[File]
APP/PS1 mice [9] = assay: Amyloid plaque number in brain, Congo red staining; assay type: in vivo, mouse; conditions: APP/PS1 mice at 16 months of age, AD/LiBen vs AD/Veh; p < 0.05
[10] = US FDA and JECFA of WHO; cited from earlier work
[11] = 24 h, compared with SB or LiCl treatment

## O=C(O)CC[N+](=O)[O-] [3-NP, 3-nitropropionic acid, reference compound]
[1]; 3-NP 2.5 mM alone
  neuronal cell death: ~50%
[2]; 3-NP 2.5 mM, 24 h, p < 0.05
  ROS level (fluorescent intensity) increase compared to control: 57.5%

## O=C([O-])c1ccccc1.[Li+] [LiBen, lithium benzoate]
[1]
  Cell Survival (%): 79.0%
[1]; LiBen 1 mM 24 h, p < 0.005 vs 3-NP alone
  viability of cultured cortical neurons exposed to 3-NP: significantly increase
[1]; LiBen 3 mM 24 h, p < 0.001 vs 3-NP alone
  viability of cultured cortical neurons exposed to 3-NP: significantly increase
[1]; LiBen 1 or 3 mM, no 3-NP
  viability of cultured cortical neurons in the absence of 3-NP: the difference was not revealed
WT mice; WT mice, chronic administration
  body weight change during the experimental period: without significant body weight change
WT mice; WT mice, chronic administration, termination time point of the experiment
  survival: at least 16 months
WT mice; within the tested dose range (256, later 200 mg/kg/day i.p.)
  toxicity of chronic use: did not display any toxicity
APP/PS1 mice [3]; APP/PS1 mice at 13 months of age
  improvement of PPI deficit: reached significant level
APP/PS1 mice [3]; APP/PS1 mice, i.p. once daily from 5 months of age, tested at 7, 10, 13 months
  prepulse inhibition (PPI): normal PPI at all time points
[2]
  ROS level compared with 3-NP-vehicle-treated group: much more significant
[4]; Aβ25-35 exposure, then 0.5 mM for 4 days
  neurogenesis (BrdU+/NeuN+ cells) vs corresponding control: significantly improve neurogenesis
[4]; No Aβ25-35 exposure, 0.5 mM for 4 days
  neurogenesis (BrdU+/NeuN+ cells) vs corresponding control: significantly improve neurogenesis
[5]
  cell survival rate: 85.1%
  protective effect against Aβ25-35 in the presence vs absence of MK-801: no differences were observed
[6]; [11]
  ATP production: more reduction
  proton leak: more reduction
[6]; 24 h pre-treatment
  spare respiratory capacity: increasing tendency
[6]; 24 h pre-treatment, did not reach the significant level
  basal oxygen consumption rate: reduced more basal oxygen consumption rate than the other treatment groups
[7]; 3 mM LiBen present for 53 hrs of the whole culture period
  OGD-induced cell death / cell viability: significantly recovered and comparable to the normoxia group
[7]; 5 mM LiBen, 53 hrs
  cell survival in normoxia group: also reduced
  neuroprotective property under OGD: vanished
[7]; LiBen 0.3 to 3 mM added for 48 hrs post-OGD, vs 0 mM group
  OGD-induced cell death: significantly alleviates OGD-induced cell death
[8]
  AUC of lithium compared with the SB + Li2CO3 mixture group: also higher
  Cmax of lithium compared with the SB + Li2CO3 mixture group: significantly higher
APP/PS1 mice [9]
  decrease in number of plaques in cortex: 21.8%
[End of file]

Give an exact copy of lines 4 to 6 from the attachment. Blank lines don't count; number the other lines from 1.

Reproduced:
## O=C(O)CC[N+](=O)[O-] [3-NP, 3-nitropropionic acid, reference compound]
[1]; 3-NP 2.5 mM alone
  neuronal cell death: ~50%